Preventing Cancer Requires a Plan

January 24, 2009

Cancer can strike anyone. But having an effective prevention and screening plan can move the odds significantly in your favor.

For all the progress that’s been made in the fight against cancer, the numbers are still alarming. By next year, ancer is expected to overtake heart disease and become the leading cause of death worldwide. And Thailand’s National Cancer Institute reported nearly 60,000 new cancer cases in just the past year.

While advances in medical research and new technologies have dramatically improved the way it is detected and treated,cancer still causes a great deal of worry and fear in Thailand and around the world.

As part of this issue’s special focus on cancer, Better Health examines the important aspects of an effective cancer evention plan, from awareness of cancer’s risk factors, causes, and symptoms,to the preventive steps everyone can take to lower their own cancer risk, to the importance of periodic cancer screenings and health check-ups that can spot cancerous and pre-cncerous conditions at their earliest – and most treatable – stages.


Cancer is caused by both internal and external factors. Internal factors are those related to family history, genetic or DNA abnormalities, as well as abnormalities of the immune system.

External factors include lifestyle behaviors that can eventually impact health and lead to cancer; these include poor diet, smoking, and lack of exercise. But other external risk factors such as hepatitis B, hepatitis C, HIV, fasciolosis, and excessive exposure to X-ray or ultraviolet radiation can also lead to cancer.

“External factors contribute to the vast majority of cancers,” says Dr. Harit Suwanrusme, an experienced oncologist and hematologist. “A typical modern lifestyle includes many risk factors such as unhealthy nutrition habits, lack of exercise, obesity, smoking, and heavy alcohol consumption. Each of these factors contributes to the growing number of cancer cases and cancer deaths every year.”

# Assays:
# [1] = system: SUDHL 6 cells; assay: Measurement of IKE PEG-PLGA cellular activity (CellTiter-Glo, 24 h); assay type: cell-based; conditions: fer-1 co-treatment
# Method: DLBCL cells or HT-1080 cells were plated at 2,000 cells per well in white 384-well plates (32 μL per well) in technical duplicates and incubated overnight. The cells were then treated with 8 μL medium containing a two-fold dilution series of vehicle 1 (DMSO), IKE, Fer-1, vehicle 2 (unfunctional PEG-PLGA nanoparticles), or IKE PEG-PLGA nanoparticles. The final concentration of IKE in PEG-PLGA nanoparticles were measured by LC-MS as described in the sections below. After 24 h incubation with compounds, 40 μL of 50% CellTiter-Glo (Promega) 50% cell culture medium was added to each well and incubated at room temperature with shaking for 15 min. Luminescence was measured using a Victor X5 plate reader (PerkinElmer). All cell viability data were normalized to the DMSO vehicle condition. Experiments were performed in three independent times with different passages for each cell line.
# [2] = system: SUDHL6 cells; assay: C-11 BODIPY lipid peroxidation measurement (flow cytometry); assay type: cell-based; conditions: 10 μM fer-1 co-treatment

Among the nearly 100 known types of cancer, these are the six most prevalent in Thailand.

Liver cancer is the most common cancer in Thailand, with men having a higher rate than women. Liver cancer is difficult to treat and has a high mortality rate.

There are two types of liver cancer: hepatocellular carcinoma (HCC) and cholangiocarcinoma (bile duct cancer). The key risk factors for HCC liver cancer are hepatitis B, hepatitis C, and cirrhosis (scarring of the liver). For cholangiocarcinoma, key risk factors include fasciolosis contamination and consumption of food containing nitrites or nitrates. "The most deadly liver cancer in Thailand is cholangiocarcinoma," Dr. Harit says. "This type is usually found in the country's northeastern region where people consume more uncooked meats." Symptoms of liver cancer include loss of appetite and weight, low grade fever, constipation, and abdominal pain at the upper right part of the liver. Other symptoms are jaundice (yellowing of the eyes and skin), and swelling in the legs or abdomen.

There are a number of ways to reduce one's liver cancer risk. "Annual health check-ups should include hepatitis blood screening," notes Dr. Harit. "And in daily life, avoid sharing food utensils to guard against hepatitis B. People should also avoid smoking, limit alcohol consumption, and don't eat uncooked meats or food that contains nitrate and nitrite preservatives."

Lung cancer is the second most common cancer among Thais, and it's also one of the deadliest. Smoking is responsible for at least 80 percent of all lung cancer cases, which means that lung cancer is highly preventable. Other risk factors include exposure to secondhand smoke, asbestos and air pollution.

For those who worry that they may have lung cancer, Dr. Harit notes, "The symptoms to look out for include persistent coughing, wheezing, voice hoarseness, unexplained weight loss, fatigue and chest pain. You should see your doctor if you have any of these symptoms."

Besides avoiding smoking and exposure to toxic chemicals and pollution, healthier living can have a significant impact on lowering a person's lung cancer risk. This means exercising four to five times each week for at least 30 minutes, and eating a low-fat diet rich in fruits and vegetables (and other foods rich in vitamin C and E). Annual check-ups including a chest X-ray can also help detect lung cancer or pre-cancerous conditions at an earlier stage.

Only women have a cervix, so only women can get cervical cancer. In Thailand, cervical cancer affects more women than any other type of cancer, and women over the age of 35 have the highest rate of cervical cancer. "Cervical cancer is usually caused by the human papillomavirus, or HPV, which is sexually transmitted," Dr. Harit explains. "If you experience symptoms such as vaginal bleeding during intercourse, unusual menstrual cycles, or a vaginal discharge that may be heavy and have a foul odor, you should contact your doctor for evaluation."